Helnwein’s reference to patriarchal morbidity draws upon the very beginnings of the artist’s career, when the artist engaged in a peculiar self-portrait practice related to performance actions he conducted during his early years in Vienna. In photographs of the artist wearing bandages and torturous medical apparati, Helnwein vividly cast himself as both artist and protagonist. His role: the recovering convalescent once victimized by various social environments. Helnwein emphatically states that “my own identity was never of any importance for my ‘self-portraits,’ they were never meant to be auto-biographic.” From this, it may be inferred that the persona presented in these works was intended to be a somewhat satiric representation of a kind of Viennese everyman, an absurd protagonist embodying the contradictory historical experience inherent in being an Austrian during the 1950s and ‘60s. It is worth remembering that Austria sustained a ghostly interstitial identity during the Cold War. The experience of “walking on eggs” in between two heavily armed superpowers manifested itself in the Austrian psyche as a grand denial. This was amplified by silent prohibitions against publically remembering the recent past of World War II, doing much to shape a postwar Austrian identity that finally necessitated the explosive and cathartic performance work of artists such as Rudolf Schwarzkogler and Hermann Nitsch, both associated with the Vienna Aktion group.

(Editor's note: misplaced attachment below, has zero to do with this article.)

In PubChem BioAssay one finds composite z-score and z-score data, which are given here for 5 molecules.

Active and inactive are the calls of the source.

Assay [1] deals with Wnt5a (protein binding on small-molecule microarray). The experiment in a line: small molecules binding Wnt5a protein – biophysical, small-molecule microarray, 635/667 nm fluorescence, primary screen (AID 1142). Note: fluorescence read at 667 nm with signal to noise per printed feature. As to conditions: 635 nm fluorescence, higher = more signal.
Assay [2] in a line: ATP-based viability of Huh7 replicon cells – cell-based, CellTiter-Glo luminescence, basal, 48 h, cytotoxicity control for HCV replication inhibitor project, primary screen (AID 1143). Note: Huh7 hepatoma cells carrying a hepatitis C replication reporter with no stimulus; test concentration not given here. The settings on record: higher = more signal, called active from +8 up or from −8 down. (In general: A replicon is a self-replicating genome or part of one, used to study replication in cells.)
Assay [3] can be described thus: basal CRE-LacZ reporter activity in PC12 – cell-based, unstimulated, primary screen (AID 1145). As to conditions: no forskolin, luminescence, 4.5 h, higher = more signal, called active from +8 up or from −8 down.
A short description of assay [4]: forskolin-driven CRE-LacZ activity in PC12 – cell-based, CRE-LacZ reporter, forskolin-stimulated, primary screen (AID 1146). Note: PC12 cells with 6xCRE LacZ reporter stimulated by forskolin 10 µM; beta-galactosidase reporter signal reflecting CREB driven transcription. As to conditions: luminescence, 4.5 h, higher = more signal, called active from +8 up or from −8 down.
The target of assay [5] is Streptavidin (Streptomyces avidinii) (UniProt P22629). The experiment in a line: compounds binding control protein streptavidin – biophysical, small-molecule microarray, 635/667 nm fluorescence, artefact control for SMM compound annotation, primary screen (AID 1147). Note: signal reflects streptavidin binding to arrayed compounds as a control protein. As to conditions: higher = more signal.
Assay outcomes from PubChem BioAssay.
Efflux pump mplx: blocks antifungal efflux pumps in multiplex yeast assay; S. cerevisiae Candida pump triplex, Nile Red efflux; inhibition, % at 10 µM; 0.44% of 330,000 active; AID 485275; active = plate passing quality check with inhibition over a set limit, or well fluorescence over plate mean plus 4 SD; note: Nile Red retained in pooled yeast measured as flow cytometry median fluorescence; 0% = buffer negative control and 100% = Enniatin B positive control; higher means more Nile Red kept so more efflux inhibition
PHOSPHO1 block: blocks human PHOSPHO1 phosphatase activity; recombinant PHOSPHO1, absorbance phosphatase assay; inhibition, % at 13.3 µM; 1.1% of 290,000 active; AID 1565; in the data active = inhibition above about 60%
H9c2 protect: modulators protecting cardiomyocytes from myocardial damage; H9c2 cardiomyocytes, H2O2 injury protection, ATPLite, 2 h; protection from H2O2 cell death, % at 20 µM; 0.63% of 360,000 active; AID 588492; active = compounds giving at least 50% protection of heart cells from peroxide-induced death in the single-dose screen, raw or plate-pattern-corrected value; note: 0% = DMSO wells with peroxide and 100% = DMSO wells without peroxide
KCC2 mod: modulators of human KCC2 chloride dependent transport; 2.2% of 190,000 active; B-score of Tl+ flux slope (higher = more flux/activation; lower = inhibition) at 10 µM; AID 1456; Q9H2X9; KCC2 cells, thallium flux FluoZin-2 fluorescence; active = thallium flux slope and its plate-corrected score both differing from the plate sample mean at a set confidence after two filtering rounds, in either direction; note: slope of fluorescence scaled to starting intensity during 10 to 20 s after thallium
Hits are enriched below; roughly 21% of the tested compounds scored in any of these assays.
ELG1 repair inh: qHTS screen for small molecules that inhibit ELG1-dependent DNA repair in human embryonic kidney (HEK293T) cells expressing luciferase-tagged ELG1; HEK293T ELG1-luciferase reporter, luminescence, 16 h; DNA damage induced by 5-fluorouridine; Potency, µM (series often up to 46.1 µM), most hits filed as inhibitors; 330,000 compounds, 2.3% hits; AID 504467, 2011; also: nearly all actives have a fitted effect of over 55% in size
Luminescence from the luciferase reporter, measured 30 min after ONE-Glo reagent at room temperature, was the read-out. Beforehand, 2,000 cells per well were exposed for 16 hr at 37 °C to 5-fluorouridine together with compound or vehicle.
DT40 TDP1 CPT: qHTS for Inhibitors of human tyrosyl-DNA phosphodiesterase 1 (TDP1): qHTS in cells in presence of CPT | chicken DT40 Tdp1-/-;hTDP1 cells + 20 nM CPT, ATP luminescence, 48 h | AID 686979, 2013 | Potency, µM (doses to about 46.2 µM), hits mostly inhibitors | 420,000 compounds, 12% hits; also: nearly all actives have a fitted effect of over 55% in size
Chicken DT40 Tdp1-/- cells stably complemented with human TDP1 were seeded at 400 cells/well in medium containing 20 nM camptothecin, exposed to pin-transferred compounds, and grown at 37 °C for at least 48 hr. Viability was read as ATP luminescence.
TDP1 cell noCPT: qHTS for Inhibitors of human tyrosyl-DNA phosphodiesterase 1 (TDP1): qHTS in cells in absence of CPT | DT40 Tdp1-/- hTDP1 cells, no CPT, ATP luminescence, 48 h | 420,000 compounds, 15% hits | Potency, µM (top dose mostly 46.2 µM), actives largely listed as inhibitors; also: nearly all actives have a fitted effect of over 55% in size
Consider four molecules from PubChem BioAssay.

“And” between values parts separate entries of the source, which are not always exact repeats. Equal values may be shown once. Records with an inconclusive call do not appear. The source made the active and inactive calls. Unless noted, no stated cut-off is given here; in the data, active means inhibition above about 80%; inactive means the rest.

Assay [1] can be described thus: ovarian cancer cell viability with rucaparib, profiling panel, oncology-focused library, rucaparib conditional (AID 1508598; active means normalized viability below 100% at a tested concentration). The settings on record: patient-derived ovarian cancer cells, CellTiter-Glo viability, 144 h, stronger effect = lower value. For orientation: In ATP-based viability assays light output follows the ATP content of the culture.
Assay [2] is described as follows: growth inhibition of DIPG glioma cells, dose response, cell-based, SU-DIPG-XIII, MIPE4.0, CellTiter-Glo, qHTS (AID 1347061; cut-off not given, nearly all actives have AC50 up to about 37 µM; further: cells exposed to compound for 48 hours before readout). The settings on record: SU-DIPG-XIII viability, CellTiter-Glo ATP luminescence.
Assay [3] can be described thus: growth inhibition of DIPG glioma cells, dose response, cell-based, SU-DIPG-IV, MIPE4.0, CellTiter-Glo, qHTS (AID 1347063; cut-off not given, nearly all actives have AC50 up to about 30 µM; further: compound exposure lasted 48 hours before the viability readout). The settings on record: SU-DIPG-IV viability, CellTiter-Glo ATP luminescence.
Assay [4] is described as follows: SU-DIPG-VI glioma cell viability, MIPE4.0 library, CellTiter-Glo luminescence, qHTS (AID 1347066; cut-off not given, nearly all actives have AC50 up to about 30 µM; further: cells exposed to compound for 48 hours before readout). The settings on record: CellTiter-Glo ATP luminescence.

It is certainly tempting to think that Helnwein would have been influenced
by the work of those artists, but as he explains,